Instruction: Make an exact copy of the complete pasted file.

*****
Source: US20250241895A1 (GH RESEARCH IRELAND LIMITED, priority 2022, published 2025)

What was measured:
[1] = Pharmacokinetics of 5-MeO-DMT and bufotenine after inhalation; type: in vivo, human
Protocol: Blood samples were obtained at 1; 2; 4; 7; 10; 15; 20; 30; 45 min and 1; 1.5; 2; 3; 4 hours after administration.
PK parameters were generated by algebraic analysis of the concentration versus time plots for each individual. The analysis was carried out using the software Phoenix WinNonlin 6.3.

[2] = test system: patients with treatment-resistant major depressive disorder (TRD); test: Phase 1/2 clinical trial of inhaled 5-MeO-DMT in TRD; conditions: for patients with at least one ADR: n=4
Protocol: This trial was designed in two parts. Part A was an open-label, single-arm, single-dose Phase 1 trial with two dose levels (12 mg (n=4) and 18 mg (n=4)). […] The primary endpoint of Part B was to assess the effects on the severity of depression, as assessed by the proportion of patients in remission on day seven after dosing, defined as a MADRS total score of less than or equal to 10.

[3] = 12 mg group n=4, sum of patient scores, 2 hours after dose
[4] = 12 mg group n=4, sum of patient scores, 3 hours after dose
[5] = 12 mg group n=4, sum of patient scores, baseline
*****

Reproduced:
Source: US20250241895A1 (GH RESEARCH IRELAND LIMITED, priority 2022, published 2025)

What was measured:
[1] = Pharmacokinetics of 5-MeO-DMT and bufotenine after inhalation; type: in vivo, human
Protocol: Blood samples were obtained at 1; 2; 4; 7; 10; 15; 20; 30; 45 min and 1; 1.5; 2; 3; 4 hours after administration.
PK parameters were generated by algebraic analysis of the concentration versus time plots for each individual. The analysis was carried out using the software Phoenix WinNonlin 6.3.

[2] = test system: patients with treatment-resistant major depressive disorder (TRD); test: Phase 1/2 clinical trial of inhaled 5-MeO-DMT in TRD; conditions: for patients with at least one ADR: n=4
Protocol: This trial was designed in two parts. Part A was an open-label, single-arm, single-dose Phase 1 trial with two dose levels (12 mg (n=4) and 18 mg (n=4)). […] The primary endpoint of Part B was to assess the effects on the severity of depression, as assessed by the proportion of patients in remission on day seven after dosing, defined as a MADRS total score of less than or equal to 10.

[3] = 12 mg group n=4, sum of patient scores, 2 hours after dose
[4] = 12 mg group n=4, sum of patient scores, 3 hours after dose
[5] = 12 mg group n=4, sum of patient scores, baseline